In 1998, after several years of trial and error with a variety of medical treatments and some bizarre side-symptoms, I was finally diagnosed with Crohn’s Disease. Right away, I was told that the cause was unknown, it’s considered a chronic disease and there is no cure. I resisted the diagnosis – and the prognosis – and did not readily surrender to traditional treatment. Eventually, however, the same stubbornness helped me work with my illness, but only after I accepted it as a central, guiding aspect in my life.

I was in the hospital twice in 1992, the first time in July and the second time in October. By the time October had rolled around, I was a complete wreck. My body was weak, I had dropped ten pounds I couldn’t afford to lose, I was severely anemic and I was in a great deal of pain. Nonetheless, as soon as I could, I returned to my job in my dual role as store manager and regional training manager for a national bookstore chain.

joan-home-crohns-flareThat same summer I was asked to add the role of Acting District Manager to my list of responsibilities and I said “yes!” I did not yet know just how sick I was to become. As Acting District Manager I was required to periodically visit different stores throughout Southern California. On one such occasion I was so symptomatic that I had to run to the bathroom every 15 minutes. I was mortified. I remember resting my head on the steering wheel of the company van as I drove 60 miles to yet another store; I was exhausted but I kept going. I didn’t stop, I didn’t say no, I just kept going. I didn’t yet understand that caring for my body had to become my top priority.

Between dealing with my illness and juggling the three roles, my ability to keep up with my store manager duties was severely diminished. When a new District Manager was hired in early 1993 I was not only released from those duties, within a couple of months I was “relieved” of the training manager position, too. I was devastated. I quit the job I had loved so much just seven short months later.

For the next six years, I did my best to regain the same level of personal fulfillment that I experienced when I was a training store manager, while still learning to manage life with this illness. In those six years I moved through five different jobs, three of which were interrupted by short-term disability leaves lasting anywhere from two weeks to two months.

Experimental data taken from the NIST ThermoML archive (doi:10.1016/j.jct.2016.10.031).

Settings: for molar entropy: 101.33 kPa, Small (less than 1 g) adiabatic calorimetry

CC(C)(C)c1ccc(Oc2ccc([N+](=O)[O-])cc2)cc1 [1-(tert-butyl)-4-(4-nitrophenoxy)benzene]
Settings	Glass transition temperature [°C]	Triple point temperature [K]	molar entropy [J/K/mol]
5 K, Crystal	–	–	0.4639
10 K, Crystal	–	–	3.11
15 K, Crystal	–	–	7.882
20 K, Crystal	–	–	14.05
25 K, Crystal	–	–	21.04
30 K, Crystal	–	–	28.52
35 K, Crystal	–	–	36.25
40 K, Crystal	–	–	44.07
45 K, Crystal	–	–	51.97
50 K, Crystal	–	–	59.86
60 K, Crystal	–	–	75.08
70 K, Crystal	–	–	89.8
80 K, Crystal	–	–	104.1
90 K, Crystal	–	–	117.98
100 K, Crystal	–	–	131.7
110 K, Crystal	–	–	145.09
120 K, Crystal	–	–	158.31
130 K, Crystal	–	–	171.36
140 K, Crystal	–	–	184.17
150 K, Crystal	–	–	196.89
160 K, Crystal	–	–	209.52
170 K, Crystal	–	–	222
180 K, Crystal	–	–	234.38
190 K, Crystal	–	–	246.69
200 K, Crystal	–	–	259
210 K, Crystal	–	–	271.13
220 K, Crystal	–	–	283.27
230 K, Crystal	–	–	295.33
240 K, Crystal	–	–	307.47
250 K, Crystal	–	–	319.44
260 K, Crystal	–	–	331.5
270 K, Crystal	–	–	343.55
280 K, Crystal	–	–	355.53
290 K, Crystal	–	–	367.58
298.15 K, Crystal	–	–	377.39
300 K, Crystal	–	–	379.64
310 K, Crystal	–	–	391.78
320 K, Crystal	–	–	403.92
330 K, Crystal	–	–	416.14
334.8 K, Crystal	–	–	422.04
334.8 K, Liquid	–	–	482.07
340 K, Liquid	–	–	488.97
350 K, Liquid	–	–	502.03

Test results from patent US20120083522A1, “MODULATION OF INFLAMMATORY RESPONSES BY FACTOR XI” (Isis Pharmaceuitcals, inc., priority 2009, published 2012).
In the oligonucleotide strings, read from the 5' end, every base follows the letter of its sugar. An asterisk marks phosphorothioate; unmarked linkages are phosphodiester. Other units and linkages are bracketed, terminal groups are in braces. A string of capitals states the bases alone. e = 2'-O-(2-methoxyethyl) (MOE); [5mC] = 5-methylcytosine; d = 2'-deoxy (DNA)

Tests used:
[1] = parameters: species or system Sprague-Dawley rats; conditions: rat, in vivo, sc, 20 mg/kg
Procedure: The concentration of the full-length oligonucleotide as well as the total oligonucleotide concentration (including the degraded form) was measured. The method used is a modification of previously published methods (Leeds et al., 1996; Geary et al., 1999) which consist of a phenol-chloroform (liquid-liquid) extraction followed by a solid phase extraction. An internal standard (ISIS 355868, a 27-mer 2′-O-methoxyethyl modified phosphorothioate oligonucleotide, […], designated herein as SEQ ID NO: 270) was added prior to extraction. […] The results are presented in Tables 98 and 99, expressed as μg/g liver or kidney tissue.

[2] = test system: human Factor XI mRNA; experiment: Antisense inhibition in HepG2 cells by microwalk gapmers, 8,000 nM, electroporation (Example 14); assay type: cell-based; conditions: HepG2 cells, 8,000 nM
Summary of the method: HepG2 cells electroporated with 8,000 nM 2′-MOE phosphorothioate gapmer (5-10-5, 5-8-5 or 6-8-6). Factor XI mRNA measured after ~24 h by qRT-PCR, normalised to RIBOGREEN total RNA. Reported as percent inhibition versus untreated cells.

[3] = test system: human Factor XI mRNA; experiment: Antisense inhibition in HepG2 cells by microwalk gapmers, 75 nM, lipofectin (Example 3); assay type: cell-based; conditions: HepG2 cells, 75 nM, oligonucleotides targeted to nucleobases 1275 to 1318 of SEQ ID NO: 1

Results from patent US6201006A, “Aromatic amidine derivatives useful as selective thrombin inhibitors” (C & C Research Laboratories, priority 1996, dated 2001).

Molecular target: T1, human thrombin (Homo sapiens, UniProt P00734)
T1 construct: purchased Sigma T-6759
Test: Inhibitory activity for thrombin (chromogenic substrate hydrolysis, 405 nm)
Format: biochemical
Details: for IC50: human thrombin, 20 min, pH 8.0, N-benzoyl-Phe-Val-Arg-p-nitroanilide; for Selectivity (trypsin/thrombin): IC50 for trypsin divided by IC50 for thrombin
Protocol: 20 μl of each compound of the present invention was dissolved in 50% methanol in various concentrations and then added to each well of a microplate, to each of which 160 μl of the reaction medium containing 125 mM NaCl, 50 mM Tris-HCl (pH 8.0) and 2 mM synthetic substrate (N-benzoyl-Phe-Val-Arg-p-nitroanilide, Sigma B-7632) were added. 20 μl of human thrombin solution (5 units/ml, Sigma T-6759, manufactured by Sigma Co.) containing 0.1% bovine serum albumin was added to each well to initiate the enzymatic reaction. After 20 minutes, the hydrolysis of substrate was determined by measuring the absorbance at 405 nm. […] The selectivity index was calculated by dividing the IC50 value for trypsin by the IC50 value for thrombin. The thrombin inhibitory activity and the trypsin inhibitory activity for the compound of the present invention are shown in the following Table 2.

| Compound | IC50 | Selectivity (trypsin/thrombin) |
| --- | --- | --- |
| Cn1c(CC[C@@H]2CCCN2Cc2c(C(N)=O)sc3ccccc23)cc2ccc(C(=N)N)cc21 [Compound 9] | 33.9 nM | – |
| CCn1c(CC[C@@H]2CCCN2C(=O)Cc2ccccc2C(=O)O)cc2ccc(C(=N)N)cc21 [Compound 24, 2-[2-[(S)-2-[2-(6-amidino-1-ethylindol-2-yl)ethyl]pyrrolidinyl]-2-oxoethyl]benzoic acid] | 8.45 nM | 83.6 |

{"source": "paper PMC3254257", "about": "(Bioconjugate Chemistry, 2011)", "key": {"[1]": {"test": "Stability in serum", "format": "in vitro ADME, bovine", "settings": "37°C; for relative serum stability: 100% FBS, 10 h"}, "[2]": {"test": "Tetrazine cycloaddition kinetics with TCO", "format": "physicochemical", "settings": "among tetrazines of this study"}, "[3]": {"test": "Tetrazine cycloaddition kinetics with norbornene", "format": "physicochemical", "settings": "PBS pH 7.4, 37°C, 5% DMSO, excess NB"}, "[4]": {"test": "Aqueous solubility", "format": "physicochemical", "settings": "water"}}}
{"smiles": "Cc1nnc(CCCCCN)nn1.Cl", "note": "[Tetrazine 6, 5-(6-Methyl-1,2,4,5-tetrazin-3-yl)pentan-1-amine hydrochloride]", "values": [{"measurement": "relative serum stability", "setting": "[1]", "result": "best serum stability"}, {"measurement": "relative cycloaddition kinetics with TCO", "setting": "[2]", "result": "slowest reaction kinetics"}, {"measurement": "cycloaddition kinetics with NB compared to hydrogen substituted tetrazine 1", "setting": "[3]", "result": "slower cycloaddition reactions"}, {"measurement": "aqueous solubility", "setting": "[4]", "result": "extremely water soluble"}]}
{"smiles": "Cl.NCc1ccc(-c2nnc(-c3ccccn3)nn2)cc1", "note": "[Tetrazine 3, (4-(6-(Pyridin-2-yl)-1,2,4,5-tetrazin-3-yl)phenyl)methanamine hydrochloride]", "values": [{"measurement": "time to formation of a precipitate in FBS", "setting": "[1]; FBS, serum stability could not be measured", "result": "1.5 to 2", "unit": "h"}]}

When I learned about coaching, a light bulb went off. This was something I could do! Plus, as the owner of my own company, I could set my own hours, make more money per hour worked, and I had full control over my working environment. These criteria remain as important today as they did 14 years ago when I started working for myself.

How I came to write about working from home

WWAD-coverThe tell-tale symptoms associated with my illness have been in remission for over nine years, since early 2005. In 2011, the day after I returned from a short trip to Lisbon, Portugal, I was hit with salmonella poisoning. The next five days resembled the very worst days of dealing with my illness. Once I recovered and I realized I’d made it through without a relapse into a full-blown Crohn’s flare, I was not only grateful, I was moved by what I’d had to deal with for so many years. I thought to myself, “This is my gift. This is what I have to share with others.”

I had already planned a trip to visit my son in New York and decided to add a day to the trip in case the publisher of my first book, “Women, Work, and Autoimmune Disease” (Demos Health, 2008, Joffe and Friedlander) was available to meet with me. She was! Sometime during the hour Noreen asked if I might have another book to write. At that time I was thinking a lot about “capacity” and I shared my perspective with her. Noreen was interested.

The title, Business from Bed, was actually conceived several years prior when I was still ill. I worked from bed when I had to and my coaching clients never knew. I even taught marketing teleconference classes in my p.j.’s, tucked under the covers and comfortably propped up with pillows when needed.